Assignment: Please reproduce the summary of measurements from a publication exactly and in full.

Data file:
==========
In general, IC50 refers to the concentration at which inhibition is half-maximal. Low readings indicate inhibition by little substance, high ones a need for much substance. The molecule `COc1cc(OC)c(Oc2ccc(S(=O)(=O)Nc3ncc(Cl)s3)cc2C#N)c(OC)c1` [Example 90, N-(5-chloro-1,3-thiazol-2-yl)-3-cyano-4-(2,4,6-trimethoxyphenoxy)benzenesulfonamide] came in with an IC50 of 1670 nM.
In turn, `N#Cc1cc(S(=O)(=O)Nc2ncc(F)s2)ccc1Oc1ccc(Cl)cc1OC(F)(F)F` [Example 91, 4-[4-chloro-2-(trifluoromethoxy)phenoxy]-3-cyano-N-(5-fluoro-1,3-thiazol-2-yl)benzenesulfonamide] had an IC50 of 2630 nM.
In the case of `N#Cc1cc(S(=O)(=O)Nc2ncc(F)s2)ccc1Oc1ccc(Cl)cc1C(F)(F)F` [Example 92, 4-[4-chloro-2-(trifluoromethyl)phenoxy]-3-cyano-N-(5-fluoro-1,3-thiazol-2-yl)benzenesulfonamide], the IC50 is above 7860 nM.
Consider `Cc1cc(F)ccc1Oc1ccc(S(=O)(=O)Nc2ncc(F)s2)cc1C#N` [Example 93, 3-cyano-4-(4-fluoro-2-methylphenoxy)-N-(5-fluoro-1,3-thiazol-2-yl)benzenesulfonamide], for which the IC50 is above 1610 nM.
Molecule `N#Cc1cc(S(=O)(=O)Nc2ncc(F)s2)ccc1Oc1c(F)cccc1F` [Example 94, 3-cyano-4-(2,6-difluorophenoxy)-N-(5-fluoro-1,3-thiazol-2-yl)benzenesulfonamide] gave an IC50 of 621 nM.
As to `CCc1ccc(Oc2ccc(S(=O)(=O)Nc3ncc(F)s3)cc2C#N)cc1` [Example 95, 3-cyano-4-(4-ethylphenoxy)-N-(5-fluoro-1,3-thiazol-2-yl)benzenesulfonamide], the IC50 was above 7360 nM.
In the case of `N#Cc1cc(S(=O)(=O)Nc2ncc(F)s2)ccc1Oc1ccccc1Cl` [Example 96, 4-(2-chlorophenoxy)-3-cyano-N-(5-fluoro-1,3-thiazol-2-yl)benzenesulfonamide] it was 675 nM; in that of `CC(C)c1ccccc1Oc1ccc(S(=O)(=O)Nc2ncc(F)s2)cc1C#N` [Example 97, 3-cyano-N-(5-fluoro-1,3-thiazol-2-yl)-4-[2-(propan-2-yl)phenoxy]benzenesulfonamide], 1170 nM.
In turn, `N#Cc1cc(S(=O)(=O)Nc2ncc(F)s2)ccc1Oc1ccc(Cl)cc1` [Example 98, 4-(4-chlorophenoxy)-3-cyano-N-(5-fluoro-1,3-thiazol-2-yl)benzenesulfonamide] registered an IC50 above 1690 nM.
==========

In general, IC50 refers to the concentration at which inhibition is half-maximal. Low readings indicate inhibition by little substance, high ones a need for much substance. The molecule `COc1cc(OC)c(Oc2ccc(S(=O)(=O)Nc3ncc(Cl)s3)cc2C#N)c(OC)c1` [Example 90, N-(5-chloro-1,3-thiazol-2-yl)-3-cyano-4-(2,4,6-trimethoxyphenoxy)benzenesulfonamide] came in with an IC50 of 1670 nM.
In turn, `N#Cc1cc(S(=O)(=O)Nc2ncc(F)s2)ccc1Oc1ccc(Cl)cc1OC(F)(F)F` [Example 91, 4-[4-chloro-2-(trifluoromethoxy)phenoxy]-3-cyano-N-(5-fluoro-1,3-thiazol-2-yl)benzenesulfonamide] had an IC50 of 2630 nM.
In the case of `N#Cc1cc(S(=O)(=O)Nc2ncc(F)s2)ccc1Oc1ccc(Cl)cc1C(F)(F)F` [Example 92, 4-[4-chloro-2-(trifluoromethyl)phenoxy]-3-cyano-N-(5-fluoro-1,3-thiazol-2-yl)benzenesulfonamide], the IC50 is above 7860 nM.
Consider `Cc1cc(F)ccc1Oc1ccc(S(=O)(=O)Nc2ncc(F)s2)cc1C#N` [Example 93, 3-cyano-4-(4-fluoro-2-methylphenoxy)-N-(5-fluoro-1,3-thiazol-2-yl)benzenesulfonamide], for which the IC50 is above 1610 nM.
Molecule `N#Cc1cc(S(=O)(=O)Nc2ncc(F)s2)ccc1Oc1c(F)cccc1F` [Example 94, 3-cyano-4-(2,6-difluorophenoxy)-N-(5-fluoro-1,3-thiazol-2-yl)benzenesulfonamide] gave an IC50 of 621 nM.
As to `CCc1ccc(Oc2ccc(S(=O)(=O)Nc3ncc(F)s3)cc2C#N)cc1` [Example 95, 3-cyano-4-(4-ethylphenoxy)-N-(5-fluoro-1,3-thiazol-2-yl)benzenesulfonamide], the IC50 was above 7360 nM.
In the case of `N#Cc1cc(S(=O)(=O)Nc2ncc(F)s2)ccc1Oc1ccccc1Cl` [Example 96, 4-(2-chlorophenoxy)-3-cyano-N-(5-fluoro-1,3-thiazol-2-yl)benzenesulfonamide] it was 675 nM; in that of `CC(C)c1ccccc1Oc1ccc(S(=O)(=O)Nc2ncc(F)s2)cc1C#N` [Example 97, 3-cyano-N-(5-fluoro-1,3-thiazol-2-yl)-4-[2-(propan-2-yl)phenoxy]benzenesulfonamide], 1170 nM.
In turn, `N#Cc1cc(S(=O)(=O)Nc2ncc(F)s2)ccc1Oc1ccc(Cl)cc1` [Example 98, 4-(4-chlorophenoxy)-3-cyano-N-(5-fluoro-1,3-thiazol-2-yl)benzenesulfonamide] registered an IC50 above 1690 nM.